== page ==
Somehow missed out on buying Girl Scout cookies in the last couple of years? You may be surprised to find a few big new changes for the organization that's been selling cookies for a century. Girl Scouts and cookies have been intertwined since 1917, when the first sales of cookies to finance troop operations took place—only five years after Juliette Gordon Low began the Girl Scouts of America.
Back then, wax sleeves of cookies were sold door to door for 25 to 35 cents per dozen. Today, boxes sell for around $4, and you're more likely to encounter Girl Scouts selling their boxes outside grocery stores and through networks of families and friends rather than selling door to door. And last year, the organization made it even easier to track down a troop by releasing its Cookie Finder app.
With the app, you can locate troops selling cookies in your area or enter your email address and phone number to be contacted by a Girl Scout directly. Thanks to another app, this one the Scouts themselves use, you can even pay for your order online. But that's not the latest innovation.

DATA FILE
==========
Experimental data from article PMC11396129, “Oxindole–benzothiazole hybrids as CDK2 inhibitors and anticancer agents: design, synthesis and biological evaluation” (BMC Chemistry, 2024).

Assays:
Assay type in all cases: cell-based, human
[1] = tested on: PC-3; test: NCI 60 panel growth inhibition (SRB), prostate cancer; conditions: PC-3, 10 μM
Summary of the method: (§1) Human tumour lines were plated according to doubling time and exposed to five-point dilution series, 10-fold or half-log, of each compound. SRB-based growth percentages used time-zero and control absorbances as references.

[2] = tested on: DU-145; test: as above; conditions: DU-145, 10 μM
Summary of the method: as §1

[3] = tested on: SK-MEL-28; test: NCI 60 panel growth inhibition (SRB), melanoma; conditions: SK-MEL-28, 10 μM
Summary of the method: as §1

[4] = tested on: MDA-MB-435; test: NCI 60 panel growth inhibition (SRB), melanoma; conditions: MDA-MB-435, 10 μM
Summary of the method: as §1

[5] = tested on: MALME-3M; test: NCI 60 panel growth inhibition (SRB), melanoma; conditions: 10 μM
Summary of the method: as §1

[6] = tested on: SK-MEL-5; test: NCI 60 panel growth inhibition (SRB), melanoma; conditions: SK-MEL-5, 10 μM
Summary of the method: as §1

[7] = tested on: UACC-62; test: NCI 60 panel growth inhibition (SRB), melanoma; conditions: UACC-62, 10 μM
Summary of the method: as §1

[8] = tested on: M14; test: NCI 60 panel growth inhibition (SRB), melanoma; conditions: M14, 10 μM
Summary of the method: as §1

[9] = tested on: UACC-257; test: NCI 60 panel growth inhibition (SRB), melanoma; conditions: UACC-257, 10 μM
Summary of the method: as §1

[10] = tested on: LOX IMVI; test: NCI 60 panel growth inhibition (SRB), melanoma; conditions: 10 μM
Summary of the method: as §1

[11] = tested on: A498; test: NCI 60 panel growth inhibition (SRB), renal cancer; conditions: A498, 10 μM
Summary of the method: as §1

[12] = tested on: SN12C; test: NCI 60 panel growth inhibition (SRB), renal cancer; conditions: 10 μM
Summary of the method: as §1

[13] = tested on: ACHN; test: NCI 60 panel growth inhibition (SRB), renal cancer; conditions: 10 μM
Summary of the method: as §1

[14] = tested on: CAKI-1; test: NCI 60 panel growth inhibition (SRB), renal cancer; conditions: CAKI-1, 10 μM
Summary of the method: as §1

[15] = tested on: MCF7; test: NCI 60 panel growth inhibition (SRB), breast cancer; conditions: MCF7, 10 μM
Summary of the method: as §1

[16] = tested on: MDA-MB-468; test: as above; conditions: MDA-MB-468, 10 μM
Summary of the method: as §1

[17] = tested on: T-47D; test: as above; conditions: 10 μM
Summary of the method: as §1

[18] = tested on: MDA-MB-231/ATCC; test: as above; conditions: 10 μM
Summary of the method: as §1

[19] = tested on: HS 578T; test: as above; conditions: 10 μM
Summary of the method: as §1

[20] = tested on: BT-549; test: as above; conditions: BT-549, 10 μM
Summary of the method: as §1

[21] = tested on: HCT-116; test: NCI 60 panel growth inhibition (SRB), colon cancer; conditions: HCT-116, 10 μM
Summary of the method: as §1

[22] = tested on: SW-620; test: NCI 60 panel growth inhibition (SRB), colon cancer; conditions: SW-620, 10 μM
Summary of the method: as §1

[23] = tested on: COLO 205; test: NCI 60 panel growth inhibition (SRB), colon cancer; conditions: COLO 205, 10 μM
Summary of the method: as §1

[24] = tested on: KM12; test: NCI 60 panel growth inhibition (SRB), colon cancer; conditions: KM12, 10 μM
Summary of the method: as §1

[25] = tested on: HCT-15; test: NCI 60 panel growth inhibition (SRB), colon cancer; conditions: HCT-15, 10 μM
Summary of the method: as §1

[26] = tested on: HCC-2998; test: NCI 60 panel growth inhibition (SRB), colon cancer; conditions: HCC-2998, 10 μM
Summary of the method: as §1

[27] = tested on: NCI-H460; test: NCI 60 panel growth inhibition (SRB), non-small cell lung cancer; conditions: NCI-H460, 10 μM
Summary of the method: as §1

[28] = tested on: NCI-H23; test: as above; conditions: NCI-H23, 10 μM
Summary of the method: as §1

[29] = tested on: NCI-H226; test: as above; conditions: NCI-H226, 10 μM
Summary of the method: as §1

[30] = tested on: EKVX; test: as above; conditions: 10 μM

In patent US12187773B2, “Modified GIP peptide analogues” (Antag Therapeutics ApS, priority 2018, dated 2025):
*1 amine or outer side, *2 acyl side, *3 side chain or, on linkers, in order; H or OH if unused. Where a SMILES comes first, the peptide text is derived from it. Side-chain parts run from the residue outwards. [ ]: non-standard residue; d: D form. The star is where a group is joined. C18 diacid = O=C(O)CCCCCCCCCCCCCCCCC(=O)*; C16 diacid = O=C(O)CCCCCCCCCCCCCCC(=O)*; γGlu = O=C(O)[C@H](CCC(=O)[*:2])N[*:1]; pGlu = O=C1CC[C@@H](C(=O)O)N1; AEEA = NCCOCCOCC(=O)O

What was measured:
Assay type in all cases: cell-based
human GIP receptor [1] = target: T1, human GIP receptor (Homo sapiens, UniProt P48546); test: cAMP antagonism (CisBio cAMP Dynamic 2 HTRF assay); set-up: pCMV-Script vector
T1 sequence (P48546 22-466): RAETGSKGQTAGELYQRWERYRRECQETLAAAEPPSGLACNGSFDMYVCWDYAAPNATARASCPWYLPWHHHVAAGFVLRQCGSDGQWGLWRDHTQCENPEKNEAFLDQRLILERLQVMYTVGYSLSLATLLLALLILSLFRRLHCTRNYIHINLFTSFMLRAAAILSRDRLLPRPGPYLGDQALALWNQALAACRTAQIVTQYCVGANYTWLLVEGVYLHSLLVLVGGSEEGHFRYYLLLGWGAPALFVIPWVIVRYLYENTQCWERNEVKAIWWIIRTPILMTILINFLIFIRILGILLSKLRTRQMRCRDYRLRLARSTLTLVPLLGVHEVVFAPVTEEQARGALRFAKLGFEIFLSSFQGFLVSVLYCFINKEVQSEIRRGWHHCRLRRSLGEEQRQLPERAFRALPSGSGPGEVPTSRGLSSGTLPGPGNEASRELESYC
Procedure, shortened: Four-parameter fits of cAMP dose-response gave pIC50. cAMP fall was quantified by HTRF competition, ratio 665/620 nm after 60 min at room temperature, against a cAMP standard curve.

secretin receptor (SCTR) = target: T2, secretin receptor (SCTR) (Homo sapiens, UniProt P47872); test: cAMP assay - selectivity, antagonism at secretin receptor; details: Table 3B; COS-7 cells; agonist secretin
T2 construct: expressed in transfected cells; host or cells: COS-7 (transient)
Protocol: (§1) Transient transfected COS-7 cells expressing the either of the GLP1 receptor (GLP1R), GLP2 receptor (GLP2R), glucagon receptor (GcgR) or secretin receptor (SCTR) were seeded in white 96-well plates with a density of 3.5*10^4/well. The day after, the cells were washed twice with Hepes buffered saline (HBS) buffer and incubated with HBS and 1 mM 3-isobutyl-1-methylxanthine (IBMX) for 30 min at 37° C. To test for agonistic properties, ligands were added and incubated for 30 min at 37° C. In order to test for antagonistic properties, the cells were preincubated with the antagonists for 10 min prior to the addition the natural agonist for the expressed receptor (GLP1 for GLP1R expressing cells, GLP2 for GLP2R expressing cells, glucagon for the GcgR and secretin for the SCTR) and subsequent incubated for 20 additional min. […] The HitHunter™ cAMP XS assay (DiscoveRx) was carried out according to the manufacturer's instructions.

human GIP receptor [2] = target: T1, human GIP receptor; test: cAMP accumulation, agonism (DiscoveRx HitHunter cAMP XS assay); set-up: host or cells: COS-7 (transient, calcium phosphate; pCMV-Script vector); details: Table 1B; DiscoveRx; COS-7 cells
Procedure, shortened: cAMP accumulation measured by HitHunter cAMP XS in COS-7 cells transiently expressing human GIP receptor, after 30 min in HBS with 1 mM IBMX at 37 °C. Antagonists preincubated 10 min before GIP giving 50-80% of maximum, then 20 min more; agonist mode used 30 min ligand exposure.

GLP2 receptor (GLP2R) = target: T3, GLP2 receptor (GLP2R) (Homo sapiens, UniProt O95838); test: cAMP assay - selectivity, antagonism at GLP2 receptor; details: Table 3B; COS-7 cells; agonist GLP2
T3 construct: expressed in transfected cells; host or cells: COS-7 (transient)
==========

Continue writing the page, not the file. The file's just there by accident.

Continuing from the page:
This year, the Girl Scouts have also introduced a new flavor: S'mores, which doesn't taste entirely like the classic campfire treat, but does taste like a crunchy graham cookie dipped in milk chocolate, which is still pretty great.
Other flavors for sale this year in Houston include Caramel deLites, Peanut Butter Patties, Peanut Butter Sandwiches, Lemonades (introduced 10 years ago to replace the retired Lemon Pastry Crème) and the perennial best-seller, Thin Mints, whose sales account for 25 percent of all cookies sold each year.
Below, a few more fun facts about Girl Scout cookie sales in Houston over the years:
- The Girl Scouts sold their first cookies in Houston in 1925. They baked the treats themselves in a kitchen that had been set up for them in the window of the W.C. Munn department store downtown at the corner of Travis and Capitol.
- The first commercially-baked Girl Scout cookies were sold in Houston starting in 1950. The Girl Scouts of San Jacinto Council, which was chartered a few years earlier in 1947, set a goal of selling 80,000 boxes. They sold 80,016, raising $21,000 for improvements at Camp Tejas and Camp Agnes Arnold.
- By the late 1950s, the Girl Scouts in Houston were regularly selling a quarter-million boxes of cookies per year. They hit a half-million boxes sold in a year by 1967.
- In 1975, the average cost of a box of Girl Scout cookies in Houston was $1.25 a box. Two years later, in 1977, the Girl Scouts of San Jacinto Council sold one million boxes for the first time. In 1991, the Council sold three million.
- By 2005, 3,208 Peanut Butter Sandwiches were being made per minute to keep up with nationwide demand. Every 60 seconds, 292 sleeves are wrapped, 146 packages are formed and just over a dozen cases are packed and sealed.